Airbus Announces New Sales Goals, Details China-Version “Phoenix” Cabin

China’s Private Aviation Increased By 400 Percent In 2010 Over 2009

The Airbus "Phoenix" cabin is designed with the Asian jetsetter in mind (Image: Airbus)

The Airbus “Phoenix” cabin is designed with the Asian jetsetter in mind (Image: Airbus)

Despite a stubborn lack of clarity on the opening of low-altitude airspace for private jets in China, manufacturers like Airbus, Embraer and Gulfstream continue to plow their way into the Chinese market, taking part in events like the recently concluded Hainan Rendez-Vous and the upcoming China General Aviation Summit (July 7-8 in Xi’an) and actively courting wealthy potential buyers. For Airbus in particular, China is rapidly becoming a key market despite the legal limbo in which most private jets currently operate, with the company selling 20 aircraft in China since 2005, accounting for about 25 per cent of its total business jet sales.

This week, Airbus announced its newest “five year plan” for China, during which it hopes to sell five jets annually and customize jets with what it refers to as “designs in line with traditional Chinese culture.” This makes Airbus the newest company to jump on the “China-only” bandwagon. Recently, Airbus announced that its new “Phoenix” business jet cabin, which is outfitted to the specifications of the Asia market, will offer a special “red wine-colored” interior exclusively for the China market. Via Manufacturing Digital‘s coverage of the Airbus Phoenix:

The main cabin features seating for up to six people around a large circular table, which facilities work-related discussions and dining, cornerstones of Asian life and culture. Airbus claims that its jets are capable of accommodating these features due to having the widest and tallest cabins of any business jet.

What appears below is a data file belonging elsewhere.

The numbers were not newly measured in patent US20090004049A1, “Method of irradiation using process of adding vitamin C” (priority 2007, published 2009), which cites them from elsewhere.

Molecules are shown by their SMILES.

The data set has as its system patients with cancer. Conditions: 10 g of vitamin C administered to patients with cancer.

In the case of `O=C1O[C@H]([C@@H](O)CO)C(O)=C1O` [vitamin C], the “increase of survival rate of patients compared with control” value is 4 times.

The circular table can also fold into a rectangular shape when needed in case any passengers want to play Asian related games such as Mah Jong. Karaoke, another archetypal Asian pastime, is possible as the Phoenix cabin concept also offers an area for this activity.

While these features seem a bit heavy on the tokenism, and Airbus failed to further detail what (aside from the red interiors) it has in mind for its China-version jets, we can expect more customized color schemes and possibly interiors inspired by traditional Chinese furniture design. (In other words, expect lots of carved zitan wood.) As it gears up for a stronger push in China, Airbus is already off to a good start on its annual goal of selling five jets, with the company recently announcing the sale of two private jets in the Chinese mainland since the beginning of the year.

 

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